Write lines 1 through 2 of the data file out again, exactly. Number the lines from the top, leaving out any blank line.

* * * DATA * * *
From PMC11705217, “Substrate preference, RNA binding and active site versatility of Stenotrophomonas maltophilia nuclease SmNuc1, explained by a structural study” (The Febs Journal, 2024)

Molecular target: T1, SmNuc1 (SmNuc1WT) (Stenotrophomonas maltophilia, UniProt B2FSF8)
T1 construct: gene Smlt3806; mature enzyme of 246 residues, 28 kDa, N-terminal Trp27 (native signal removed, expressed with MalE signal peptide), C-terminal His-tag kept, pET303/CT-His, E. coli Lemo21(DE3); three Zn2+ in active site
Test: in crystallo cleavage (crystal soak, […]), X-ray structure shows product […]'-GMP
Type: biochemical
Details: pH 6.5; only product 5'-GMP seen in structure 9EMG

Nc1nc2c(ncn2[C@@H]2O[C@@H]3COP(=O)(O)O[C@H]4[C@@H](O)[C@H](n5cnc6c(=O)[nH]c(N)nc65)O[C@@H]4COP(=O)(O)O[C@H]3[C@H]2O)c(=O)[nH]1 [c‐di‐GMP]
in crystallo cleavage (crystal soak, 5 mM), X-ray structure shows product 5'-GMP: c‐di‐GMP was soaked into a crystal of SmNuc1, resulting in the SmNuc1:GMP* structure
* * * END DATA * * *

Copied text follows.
From PMC11705217, “Substrate preference, RNA binding and active site versatility of Stenotrophomonas maltophilia nuclease SmNuc1, explained by a structural study” (The Febs Journal, 2024)

Molecular target: T1, SmNuc1 (SmNuc1WT) (Stenotrophomonas maltophilia, UniProt B2FSF8)